Candice Player

In her role as the Vice President of Outreach at Project HOME, Candice Player provides mission-focused leadership for the Outreach Department. Through the Outreach Coordination Center, the Hub of Hope and the Ambassadors of Hope, Outreach engages individuals who are living on the streets of Philadelphia and provides vital linkages to housing, health care, food, clothing, meals, and other necessities. In this role, Player also leads the Advocacy Department with a focus on removing systemic barriers to exiting homelessness. Prior to joining Project HOME, Player was an Associate Professor of Law at Northwestern Law School, where she taught classes on health law, health policy, mental health law, torts, and bioethics. Player holds an A.B. from Harvard College, a J.D. from Harvard Law School, and a Ph.D. in Ethics and Health Policy from Harvard University. In 2003, Player received an M.Phil. in Criminology from the University of Cambridge. Player is an expert on the law and ethics of civil commitment. Her thought-provoking articles have appeared in publications including the Stanford Law & Policy Review, The International Journal of Law & Psychiatry, and The Rutgers Law Review.


Kathleen Powell

Kathleen Powell is an Assistant Research Professor in the Department of Criminology and Justice Studies, with a joint affiliation with the Center for Public Policy. Broadly, her research examines the various impacts of involvement with the juvenile and criminal justice systems. She focuses on identifying person-level outcomes of being arrested, on community supervision, or incarcerated. Using both quantitative and qualitative methods, her research is often grounded in the life course paradigm and/or the social stress process. Her recent scholarship includes an investigation of age-based variation in mental health following justice system involvement that highlighted the concentrated adverse consequences of incarceration during late adolescence and the transition to adulthood for individuals’ depression and anxiety. Similar papers include a study of occupational stress among public defenders and inequality in earnings following arrest and incarceration in early adulthood. Recently, her research agenda has expanded to include applied projects tackling issues of central importance to criminal justice policy in Philadelphia and throughout Pennsylvania. This work includes a study of legal financial obligations in community corrections; higher education in correctional contexts; and reentry assistance programs. In conjunction with agency and community partners, this line of research seeks to better understand the daily operations of the justice system and their impact on social and criminological outcomes for persons involved with the system. Kathleen Powell earned her PhD from the School of Criminal Justice at Rutgers – Newark, her MS from the University of Pennsylvania, and her BS from The College of New Jersey. Selected Publications: Powell, K. (2021). The Age-Graded Consequences of Justice System Involvement for Mental Health. Journal of Research in Crime and Delinquency. Powell, K., Hyatt, J. M., & Link, N. W. (Forthcoming). Implementing reforms in community corrections: Lessons learned during the COVID-19 pandemic. Crime & Delinquency. Link, N, Powell, K., Hyatt, J., and Ruhland, E. (2021). Considering the process of debt collection in community corrections: The case of the Monetary Compliance Unit. Journal of Contemporary Criminal Justice, 37(1), 128-147. Bacak, V., Lageson, S. E., & Powell, K. (2019). “Fighting the good fight”: Why do public defenders remain on the job? Criminal Justice Policy Review. Apel, R., and Powell, K. (2019). Level of criminal justice contact and early adult wage inequality. “Criminal Justice Contact and Inequality,” RSF: The Russell Sage Foundation Journal of the Social Sciences. Wakefield, S., & Powell, K. (2016). Distinguishing petty offenders from serious criminals in the estimation of family life effects. The ANNALS of the American Academy of Political and Social Science, 665(1), 195-212.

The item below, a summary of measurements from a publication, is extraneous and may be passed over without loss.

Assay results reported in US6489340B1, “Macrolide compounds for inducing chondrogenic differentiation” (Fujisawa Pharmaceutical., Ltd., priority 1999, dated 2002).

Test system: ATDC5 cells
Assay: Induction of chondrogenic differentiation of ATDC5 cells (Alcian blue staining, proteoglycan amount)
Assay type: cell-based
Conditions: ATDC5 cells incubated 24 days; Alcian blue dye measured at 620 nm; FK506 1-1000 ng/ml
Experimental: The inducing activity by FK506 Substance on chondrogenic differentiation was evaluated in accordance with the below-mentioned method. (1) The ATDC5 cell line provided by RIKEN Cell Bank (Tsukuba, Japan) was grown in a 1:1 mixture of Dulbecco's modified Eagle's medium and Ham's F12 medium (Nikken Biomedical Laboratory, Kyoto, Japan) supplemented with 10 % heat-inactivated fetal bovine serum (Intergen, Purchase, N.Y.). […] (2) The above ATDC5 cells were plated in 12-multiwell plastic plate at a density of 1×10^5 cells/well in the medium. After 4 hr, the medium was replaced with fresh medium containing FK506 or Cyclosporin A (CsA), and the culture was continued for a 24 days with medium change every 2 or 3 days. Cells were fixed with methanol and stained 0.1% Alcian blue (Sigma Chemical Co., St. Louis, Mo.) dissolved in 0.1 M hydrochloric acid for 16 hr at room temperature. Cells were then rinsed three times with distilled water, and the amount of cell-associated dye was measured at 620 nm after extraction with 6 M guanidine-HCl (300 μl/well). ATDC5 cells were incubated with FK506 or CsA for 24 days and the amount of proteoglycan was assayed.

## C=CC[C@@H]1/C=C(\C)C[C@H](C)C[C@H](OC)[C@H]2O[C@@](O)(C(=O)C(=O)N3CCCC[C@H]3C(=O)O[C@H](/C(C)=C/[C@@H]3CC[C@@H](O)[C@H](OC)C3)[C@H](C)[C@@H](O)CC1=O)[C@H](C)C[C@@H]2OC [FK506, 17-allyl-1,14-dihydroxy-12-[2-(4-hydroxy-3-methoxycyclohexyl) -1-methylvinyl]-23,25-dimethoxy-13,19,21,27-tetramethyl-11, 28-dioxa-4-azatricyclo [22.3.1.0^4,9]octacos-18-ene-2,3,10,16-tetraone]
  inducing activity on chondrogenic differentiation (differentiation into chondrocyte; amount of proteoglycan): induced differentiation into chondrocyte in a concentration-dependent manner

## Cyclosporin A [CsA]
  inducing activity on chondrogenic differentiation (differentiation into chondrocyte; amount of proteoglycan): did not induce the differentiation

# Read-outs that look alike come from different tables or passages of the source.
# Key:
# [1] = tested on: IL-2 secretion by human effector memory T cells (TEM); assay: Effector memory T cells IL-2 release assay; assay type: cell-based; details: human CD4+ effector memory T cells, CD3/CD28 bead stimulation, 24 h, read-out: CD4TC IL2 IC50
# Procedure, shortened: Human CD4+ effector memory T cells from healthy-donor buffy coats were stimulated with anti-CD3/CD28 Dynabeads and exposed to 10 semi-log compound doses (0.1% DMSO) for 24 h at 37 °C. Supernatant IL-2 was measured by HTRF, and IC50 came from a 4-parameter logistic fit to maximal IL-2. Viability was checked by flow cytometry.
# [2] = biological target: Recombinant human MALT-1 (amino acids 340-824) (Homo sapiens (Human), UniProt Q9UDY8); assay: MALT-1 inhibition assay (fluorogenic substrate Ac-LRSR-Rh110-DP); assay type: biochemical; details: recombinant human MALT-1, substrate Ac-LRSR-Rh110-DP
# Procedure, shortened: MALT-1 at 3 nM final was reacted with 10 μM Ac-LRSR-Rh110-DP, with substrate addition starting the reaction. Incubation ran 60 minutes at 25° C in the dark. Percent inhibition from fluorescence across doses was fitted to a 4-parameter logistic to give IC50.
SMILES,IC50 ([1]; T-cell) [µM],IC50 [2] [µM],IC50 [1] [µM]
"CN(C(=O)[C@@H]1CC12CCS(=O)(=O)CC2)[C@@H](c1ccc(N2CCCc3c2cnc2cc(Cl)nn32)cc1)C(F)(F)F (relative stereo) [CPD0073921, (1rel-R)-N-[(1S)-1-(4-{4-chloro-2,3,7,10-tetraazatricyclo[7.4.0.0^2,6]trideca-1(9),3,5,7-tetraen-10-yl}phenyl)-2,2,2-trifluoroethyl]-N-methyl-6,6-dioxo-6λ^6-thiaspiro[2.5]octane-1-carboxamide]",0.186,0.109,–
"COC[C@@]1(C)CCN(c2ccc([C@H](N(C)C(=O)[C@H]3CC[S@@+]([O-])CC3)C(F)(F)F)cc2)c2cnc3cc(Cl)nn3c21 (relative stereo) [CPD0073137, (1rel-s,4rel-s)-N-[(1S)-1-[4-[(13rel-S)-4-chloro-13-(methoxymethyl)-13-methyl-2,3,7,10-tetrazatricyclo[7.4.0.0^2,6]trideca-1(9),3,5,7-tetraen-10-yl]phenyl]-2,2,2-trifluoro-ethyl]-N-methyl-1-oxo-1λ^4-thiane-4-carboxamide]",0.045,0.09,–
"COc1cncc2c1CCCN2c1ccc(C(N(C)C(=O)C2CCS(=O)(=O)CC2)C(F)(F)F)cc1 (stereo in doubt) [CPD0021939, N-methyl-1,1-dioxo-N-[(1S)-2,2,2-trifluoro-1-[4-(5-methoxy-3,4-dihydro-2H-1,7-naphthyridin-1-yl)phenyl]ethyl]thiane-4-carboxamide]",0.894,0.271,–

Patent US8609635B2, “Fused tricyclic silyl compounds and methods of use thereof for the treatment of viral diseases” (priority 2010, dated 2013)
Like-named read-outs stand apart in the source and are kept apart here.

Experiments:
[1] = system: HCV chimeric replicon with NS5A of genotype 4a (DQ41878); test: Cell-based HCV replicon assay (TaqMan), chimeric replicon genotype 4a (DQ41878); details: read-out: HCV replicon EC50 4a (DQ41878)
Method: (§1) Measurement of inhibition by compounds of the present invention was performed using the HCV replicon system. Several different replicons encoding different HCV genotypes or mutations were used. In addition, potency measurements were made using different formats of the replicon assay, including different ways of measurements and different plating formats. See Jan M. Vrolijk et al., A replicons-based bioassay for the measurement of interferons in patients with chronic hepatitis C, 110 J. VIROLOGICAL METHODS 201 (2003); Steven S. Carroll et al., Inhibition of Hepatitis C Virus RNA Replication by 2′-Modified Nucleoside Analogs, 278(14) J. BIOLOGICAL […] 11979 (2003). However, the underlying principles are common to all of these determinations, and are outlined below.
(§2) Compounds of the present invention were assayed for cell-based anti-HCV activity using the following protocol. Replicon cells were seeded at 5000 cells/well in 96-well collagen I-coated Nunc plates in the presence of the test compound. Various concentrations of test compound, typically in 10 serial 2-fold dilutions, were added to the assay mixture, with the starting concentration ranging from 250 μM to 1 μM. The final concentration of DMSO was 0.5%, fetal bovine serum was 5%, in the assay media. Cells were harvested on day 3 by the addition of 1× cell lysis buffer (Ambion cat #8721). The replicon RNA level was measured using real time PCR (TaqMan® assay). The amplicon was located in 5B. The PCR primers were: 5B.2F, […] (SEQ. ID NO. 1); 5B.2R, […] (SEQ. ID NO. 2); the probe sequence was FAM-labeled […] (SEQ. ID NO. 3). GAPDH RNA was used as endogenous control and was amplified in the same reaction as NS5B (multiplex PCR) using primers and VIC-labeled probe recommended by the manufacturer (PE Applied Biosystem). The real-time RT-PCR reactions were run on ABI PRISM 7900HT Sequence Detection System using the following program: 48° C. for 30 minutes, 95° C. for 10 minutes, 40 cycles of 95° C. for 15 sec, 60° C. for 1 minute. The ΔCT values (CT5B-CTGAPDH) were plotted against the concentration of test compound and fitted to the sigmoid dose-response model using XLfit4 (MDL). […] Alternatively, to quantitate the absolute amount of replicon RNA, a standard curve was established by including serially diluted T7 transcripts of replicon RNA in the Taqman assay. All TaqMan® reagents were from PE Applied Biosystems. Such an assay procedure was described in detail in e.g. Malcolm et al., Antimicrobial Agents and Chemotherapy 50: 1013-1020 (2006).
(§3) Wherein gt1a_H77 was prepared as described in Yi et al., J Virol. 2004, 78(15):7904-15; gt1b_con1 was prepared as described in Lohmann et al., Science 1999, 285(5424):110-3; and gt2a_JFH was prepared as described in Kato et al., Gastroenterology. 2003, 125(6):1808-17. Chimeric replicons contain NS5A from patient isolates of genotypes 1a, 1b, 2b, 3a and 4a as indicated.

Email Information to Friend Print